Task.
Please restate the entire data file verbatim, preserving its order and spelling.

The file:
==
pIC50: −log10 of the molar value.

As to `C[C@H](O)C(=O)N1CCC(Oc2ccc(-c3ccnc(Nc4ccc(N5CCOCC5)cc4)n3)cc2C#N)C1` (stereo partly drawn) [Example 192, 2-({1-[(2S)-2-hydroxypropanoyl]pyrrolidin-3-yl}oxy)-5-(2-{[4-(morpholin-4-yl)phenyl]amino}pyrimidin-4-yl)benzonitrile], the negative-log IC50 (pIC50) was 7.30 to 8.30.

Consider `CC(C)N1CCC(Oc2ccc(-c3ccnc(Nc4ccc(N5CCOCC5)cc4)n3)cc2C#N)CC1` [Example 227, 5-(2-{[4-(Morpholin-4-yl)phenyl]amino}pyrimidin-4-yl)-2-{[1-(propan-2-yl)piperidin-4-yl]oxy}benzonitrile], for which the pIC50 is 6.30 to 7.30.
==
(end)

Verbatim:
pIC50: −log10 of the molar value.

As to `C[C@H](O)C(=O)N1CCC(Oc2ccc(-c3ccnc(Nc4ccc(N5CCOCC5)cc4)n3)cc2C#N)C1` (stereo partly drawn) [Example 192, 2-({1-[(2S)-2-hydroxypropanoyl]pyrrolidin-3-yl}oxy)-5-(2-{[4-(morpholin-4-yl)phenyl]amino}pyrimidin-4-yl)benzonitrile], the negative-log IC50 (pIC50) was 7.30 to 8.30.

Consider `CC(C)N1CCC(Oc2ccc(-c3ccnc(Nc4ccc(N5CCOCC5)cc4)n3)cc2C#N)CC1` [Example 227, 5-(2-{[4-(Morpholin-4-yl)phenyl]amino}pyrimidin-4-yl)-2-{[1-(propan-2-yl)piperidin-4-yl]oxy}benzonitrile], for which the pIC50 is 6.30 to 7.30.